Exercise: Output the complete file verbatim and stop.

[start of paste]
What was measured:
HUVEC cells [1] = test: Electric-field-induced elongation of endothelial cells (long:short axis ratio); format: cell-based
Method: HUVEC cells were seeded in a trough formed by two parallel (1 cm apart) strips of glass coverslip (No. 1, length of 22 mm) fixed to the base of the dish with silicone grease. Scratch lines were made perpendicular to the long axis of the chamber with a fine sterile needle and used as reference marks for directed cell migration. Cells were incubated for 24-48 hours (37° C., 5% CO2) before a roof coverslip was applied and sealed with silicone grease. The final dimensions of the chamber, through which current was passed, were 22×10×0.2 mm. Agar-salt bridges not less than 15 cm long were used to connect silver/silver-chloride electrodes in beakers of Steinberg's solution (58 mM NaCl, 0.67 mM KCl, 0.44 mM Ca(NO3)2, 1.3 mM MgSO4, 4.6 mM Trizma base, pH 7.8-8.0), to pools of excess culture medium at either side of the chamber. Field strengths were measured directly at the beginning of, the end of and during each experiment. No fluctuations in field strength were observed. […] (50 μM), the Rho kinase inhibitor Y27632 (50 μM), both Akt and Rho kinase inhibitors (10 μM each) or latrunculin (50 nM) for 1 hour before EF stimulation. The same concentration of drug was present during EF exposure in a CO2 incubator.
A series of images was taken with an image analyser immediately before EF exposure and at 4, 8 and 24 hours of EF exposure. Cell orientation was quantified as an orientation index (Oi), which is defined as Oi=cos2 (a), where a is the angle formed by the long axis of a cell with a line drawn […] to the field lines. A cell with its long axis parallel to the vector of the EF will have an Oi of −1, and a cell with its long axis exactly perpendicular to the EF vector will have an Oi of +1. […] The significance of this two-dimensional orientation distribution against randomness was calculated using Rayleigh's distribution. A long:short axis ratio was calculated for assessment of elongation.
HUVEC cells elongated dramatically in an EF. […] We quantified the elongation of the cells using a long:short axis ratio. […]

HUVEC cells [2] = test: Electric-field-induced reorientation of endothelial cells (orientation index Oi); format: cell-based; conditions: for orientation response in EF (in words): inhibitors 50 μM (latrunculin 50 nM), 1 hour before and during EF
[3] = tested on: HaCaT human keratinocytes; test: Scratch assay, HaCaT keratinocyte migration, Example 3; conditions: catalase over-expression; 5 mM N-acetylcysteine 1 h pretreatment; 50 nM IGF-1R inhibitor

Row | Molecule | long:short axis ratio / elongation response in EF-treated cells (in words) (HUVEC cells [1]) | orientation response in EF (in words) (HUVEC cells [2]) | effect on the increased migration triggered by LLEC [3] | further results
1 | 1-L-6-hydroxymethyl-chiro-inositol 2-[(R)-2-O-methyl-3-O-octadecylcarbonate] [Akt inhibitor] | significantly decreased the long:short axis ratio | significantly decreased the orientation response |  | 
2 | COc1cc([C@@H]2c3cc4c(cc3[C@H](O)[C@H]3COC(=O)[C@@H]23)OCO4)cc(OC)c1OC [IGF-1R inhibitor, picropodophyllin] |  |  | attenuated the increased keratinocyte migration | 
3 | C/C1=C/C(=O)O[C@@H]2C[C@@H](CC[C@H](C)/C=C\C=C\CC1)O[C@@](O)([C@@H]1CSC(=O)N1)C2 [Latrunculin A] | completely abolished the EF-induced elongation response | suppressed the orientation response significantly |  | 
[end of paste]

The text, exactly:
What was measured:
HUVEC cells [1] = test: Electric-field-induced elongation of endothelial cells (long:short axis ratio); format: cell-based
Method: HUVEC cells were seeded in a trough formed by two parallel (1 cm apart) strips of glass coverslip (No. 1, length of 22 mm) fixed to the base of the dish with silicone grease. Scratch lines were made perpendicular to the long axis of the chamber with a fine sterile needle and used as reference marks for directed cell migration. Cells were incubated for 24-48 hours (37° C., 5% CO2) before a roof coverslip was applied and sealed with silicone grease. The final dimensions of the chamber, through which current was passed, were 22×10×0.2 mm. Agar-salt bridges not less than 15 cm long were used to connect silver/silver-chloride electrodes in beakers of Steinberg's solution (58 mM NaCl, 0.67 mM KCl, 0.44 mM Ca(NO3)2, 1.3 mM MgSO4, 4.6 mM Trizma base, pH 7.8-8.0), to pools of excess culture medium at either side of the chamber. Field strengths were measured directly at the beginning of, the end of and during each experiment. No fluctuations in field strength were observed. […] (50 μM), the Rho kinase inhibitor Y27632 (50 μM), both Akt and Rho kinase inhibitors (10 μM each) or latrunculin (50 nM) for 1 hour before EF stimulation. The same concentration of drug was present during EF exposure in a CO2 incubator.
A series of images was taken with an image analyser immediately before EF exposure and at 4, 8 and 24 hours of EF exposure. Cell orientation was quantified as an orientation index (Oi), which is defined as Oi=cos2 (a), where a is the angle formed by the long axis of a cell with a line drawn […] to the field lines. A cell with its long axis parallel to the vector of the EF will have an Oi of −1, and a cell with its long axis exactly perpendicular to the EF vector will have an Oi of +1. […] The significance of this two-dimensional orientation distribution against randomness was calculated using Rayleigh's distribution. A long:short axis ratio was calculated for assessment of elongation.
HUVEC cells elongated dramatically in an EF. […] We quantified the elongation of the cells using a long:short axis ratio. […]

HUVEC cells [2] = test: Electric-field-induced reorientation of endothelial cells (orientation index Oi); format: cell-based; conditions: for orientation response in EF (in words): inhibitors 50 μM (latrunculin 50 nM), 1 hour before and during EF
[3] = tested on: HaCaT human keratinocytes; test: Scratch assay, HaCaT keratinocyte migration, Example 3; conditions: catalase over-expression; 5 mM N-acetylcysteine 1 h pretreatment; 50 nM IGF-1R inhibitor

Row | Molecule | long:short axis ratio / elongation response in EF-treated cells (in words) (HUVEC cells [1]) | orientation response in EF (in words) (HUVEC cells [2]) | effect on the increased migration triggered by LLEC [3] | further results
1 | 1-L-6-hydroxymethyl-chiro-inositol 2-[(R)-2-O-methyl-3-O-octadecylcarbonate] [Akt inhibitor] | significantly decreased the long:short axis ratio | significantly decreased the orientation response |  | 
2 | COc1cc([C@@H]2c3cc4c(cc3[C@H](O)[C@H]3COC(=O)[C@@H]23)OCO4)cc(OC)c1OC [IGF-1R inhibitor, picropodophyllin] |  |  | attenuated the increased keratinocyte migration | 
3 | C/C1=C/C(=O)O[C@@H]2C[C@@H](CC[C@H](C)/C=C\C=C\CC1)O[C@@](O)([C@@H]1CSC(=O)N1)C2 [Latrunculin A] | completely abolished the EF-induced elongation response | suppressed the orientation response significantly |  | 